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Prorogue this

3 Comments

I’m late to this topic, but I did want to say that I am surprised, and pleased, that Canadians defied the experts and actually noticed that Prime Minister Stephen Harper prorogued Parliament, even though he did this during the Christmas holidays. And having noticed, that they didn’t like it. His poll numbers have fallen. Anti-prorogation Facebook groups continue to grow. Protests are planned for next weekend.

I also appreciate the journalists who pointed out that apart from the much-publicized goal of evading questions on Afghanistan, and adding Conservatives to the Senate, they are also delaying no less than three commissions probing areas that could prove embarrassing to them, such as campaign spending. It also killed all the bills in currently in progress. While I don’t much care whether that they killed their own fairly dubious crime bills, I do feel kind of bad for those diligent MPs whose private member bills also go back to square one now.

I say this even though I’m aware that it may not make that much difference in the long run. Canadians aren’t warming that much to Ignatieff either, so the next election is still the Conservatives to lose. Heck, they could even get a majority—who knows. Our democratic system has a lot of flaws. But it’s nice that not everyone has completely given up on it, regardless. I think Rick Salutin said it best:

Lorne Gunter says in the National Post that most Canadians today couldn’t tell you if Parliament is in session, and he’s probably right. But most Canadians don’t watch the CBC, either, yet they often want it there, just to prove the country and its culture exist. The same for Parliament: It proves democracy exists. I think most people sense it’s a pile of political pretense that is only minimally democratic, and that elections are what they give us instead of a real democracy in which we’d have a genuine say.

But why shut it down? At least it’s a token acknowledgment of what we deserve. And even as a pile, it is the achievement of centuries of popular political contestation, from the Magna Carta through the Chartists, the Canadian rebellions of 1837-38, the women’s suffrage movement etc. These are historic, if half-assed, victories that ought to be built on, not trampled on.

Canada went to war twice for “democracy.” Today, Canadians come back from Afghanistan dead to protect our democratic values and way of life. Do the Harperites think nobody gives a damn when you defecate all over those values, even if it’s a symbolic defecation over symbolic values and a largely symbolic way of life? Democracy isn’t just practical, it’s aspirational. It’s about trying to exert some control over your life, individually and collectively. Otherwise, what’s the point of a life? People draw a line, maybe more so when it’s about symbols, because once those are gone, there’s nothing left to take pride in and hold out hope for. So don’t treat our Parliament as a piece in your private chess game of power, eh? Show respect.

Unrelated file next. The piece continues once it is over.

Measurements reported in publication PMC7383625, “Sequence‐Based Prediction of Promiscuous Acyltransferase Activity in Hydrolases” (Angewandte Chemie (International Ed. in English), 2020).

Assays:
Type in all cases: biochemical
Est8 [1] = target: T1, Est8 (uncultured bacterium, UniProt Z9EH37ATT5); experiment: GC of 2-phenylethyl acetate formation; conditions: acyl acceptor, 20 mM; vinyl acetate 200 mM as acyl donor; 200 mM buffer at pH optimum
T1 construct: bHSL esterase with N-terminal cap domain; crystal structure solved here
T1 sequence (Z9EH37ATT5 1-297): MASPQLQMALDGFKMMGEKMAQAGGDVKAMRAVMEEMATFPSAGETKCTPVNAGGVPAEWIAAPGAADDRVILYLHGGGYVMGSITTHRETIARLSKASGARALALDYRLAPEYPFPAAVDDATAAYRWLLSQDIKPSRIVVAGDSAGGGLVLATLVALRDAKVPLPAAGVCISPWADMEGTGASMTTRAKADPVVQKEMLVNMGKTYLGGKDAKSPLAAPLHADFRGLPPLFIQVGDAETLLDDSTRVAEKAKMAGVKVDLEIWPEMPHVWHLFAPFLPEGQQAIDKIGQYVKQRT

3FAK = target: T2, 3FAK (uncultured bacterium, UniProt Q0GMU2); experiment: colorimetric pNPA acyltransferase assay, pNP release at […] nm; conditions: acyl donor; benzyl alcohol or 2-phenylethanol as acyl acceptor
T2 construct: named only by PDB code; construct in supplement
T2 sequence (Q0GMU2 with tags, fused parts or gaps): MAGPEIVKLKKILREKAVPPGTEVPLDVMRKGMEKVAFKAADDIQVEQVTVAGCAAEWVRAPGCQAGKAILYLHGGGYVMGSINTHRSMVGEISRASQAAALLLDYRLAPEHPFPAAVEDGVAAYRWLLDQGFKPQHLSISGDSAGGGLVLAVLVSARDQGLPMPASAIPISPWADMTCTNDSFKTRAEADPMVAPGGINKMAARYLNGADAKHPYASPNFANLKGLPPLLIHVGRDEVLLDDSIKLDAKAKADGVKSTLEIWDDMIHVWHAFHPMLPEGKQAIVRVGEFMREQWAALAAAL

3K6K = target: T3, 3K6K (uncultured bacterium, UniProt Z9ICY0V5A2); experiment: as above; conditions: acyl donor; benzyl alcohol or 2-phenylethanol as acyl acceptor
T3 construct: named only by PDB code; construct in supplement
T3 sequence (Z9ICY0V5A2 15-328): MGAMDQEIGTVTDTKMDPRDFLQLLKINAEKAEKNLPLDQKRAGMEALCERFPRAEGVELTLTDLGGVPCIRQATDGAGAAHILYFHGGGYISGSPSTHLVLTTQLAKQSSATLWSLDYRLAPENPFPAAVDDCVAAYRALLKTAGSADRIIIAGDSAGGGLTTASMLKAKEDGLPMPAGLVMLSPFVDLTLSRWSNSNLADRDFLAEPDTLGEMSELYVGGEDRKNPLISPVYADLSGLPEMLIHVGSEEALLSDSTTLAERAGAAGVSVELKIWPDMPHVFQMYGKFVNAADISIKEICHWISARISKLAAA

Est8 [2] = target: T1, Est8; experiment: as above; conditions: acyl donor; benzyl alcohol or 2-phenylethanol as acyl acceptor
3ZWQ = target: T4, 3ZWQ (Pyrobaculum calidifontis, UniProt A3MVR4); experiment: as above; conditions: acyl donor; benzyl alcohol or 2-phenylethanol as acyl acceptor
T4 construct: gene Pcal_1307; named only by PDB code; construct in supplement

3 thoughts on “Prorogue this

  1. Actually, private members’ public bills in Ottawa don’t die with prorogation. They stay on the Order Paper at whatever stage of consideration they were at before prorogation.

  2. Huh. The linked Globe and Mail article really made it sound as though private members had to restart from zero. To quote it:

    But prorogation is wearing on him. “All the work you’ve done up until that point basically gets forgotten about and you start all over again.”

    I’ve also since read about a few other government bills, like the Consumer Protection act, that I do actually care about, and that have died because of this little Parliamentary “vacation”.

  3. Yeah, i think in most parliaments (certainly here in Ontario), all bills die with prorogation (except maybe Private Bills) unless the House passes a motion prior to prorogation to carry over certain bills into a new parliament, but federally, to quote the official compendium on parliamentary prccedure: “Since 2003, prorogation has had almost no practical effect on Private Members’ Business. As a result of this significant exception to the termination of business principle, the List for the Consideration of Private Members’ Business established at the beginning of a Parliament, and all bills and motions in the Order of Precedence, as well as those outside of it, continue from session to session. If consideration of an item at a certain stage had begun but had not been completed, the item is restored at the beginning of that stage, as if no debate had yet occurred. Private Members’ bills that were referred to a committee in the previous session are deemed referred back to the same committee. Private Members’ bills which have been read a third time and passed are sent again to the Senate.”

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